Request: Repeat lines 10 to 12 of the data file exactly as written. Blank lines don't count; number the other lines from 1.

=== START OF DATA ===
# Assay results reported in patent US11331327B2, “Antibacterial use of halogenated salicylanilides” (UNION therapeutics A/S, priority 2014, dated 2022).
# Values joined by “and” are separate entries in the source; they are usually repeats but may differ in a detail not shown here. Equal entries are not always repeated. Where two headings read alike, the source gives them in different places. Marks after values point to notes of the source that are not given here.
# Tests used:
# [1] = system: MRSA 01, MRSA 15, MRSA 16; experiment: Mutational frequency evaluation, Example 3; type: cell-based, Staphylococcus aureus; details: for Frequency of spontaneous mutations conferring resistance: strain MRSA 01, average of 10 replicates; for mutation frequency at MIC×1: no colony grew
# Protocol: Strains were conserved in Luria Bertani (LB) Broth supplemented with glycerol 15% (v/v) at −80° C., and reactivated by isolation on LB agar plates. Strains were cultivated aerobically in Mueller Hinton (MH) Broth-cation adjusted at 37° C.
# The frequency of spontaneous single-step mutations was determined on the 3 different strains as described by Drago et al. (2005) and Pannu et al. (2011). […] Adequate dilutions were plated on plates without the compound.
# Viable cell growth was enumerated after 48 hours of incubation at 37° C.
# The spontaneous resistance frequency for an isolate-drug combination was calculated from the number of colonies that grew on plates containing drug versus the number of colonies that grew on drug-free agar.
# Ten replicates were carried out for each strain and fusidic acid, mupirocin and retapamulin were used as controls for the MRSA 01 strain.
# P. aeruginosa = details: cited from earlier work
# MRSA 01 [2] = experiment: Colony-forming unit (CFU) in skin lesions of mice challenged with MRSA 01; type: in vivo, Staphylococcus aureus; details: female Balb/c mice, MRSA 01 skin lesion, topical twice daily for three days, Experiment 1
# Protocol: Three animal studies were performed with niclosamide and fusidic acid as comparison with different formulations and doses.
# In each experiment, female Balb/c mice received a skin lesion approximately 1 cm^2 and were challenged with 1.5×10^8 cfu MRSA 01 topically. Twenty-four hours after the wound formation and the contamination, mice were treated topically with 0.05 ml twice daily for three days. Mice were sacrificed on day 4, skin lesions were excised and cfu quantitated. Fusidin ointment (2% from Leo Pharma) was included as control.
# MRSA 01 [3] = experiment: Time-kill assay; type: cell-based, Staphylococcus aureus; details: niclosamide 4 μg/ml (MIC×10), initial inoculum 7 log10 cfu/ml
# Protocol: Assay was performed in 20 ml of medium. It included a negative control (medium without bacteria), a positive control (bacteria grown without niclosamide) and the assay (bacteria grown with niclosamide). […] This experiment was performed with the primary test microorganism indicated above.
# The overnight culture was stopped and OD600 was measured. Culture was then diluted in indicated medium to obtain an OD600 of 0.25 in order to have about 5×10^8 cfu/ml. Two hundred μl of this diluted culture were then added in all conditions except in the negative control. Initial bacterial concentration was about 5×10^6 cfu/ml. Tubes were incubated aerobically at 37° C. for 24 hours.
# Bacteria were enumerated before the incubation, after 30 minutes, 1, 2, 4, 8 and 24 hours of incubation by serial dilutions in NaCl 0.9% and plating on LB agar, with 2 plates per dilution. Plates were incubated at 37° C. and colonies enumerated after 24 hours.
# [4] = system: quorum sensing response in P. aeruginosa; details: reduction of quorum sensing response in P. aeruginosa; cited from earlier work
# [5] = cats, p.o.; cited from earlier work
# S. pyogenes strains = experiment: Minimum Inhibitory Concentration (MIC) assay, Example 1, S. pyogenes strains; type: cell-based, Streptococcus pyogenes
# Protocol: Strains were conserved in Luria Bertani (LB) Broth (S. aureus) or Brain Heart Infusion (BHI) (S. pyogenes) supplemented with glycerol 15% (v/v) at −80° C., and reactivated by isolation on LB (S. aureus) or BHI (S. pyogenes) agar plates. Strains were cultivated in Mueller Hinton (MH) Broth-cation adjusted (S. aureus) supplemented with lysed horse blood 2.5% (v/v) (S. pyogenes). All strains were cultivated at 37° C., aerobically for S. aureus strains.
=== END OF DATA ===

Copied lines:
# P. aeruginosa = details: cited from earlier work
# MRSA 01 [2] = experiment: Colony-forming unit (CFU) in skin lesions of mice challenged with MRSA 01; type: in vivo, Staphylococcus aureus; details: female Balb/c mice, MRSA 01 skin lesion, topical twice daily for three days, Experiment 1
# Protocol: Three animal studies were performed with niclosamide and fusidic acid as comparison with different formulations and doses.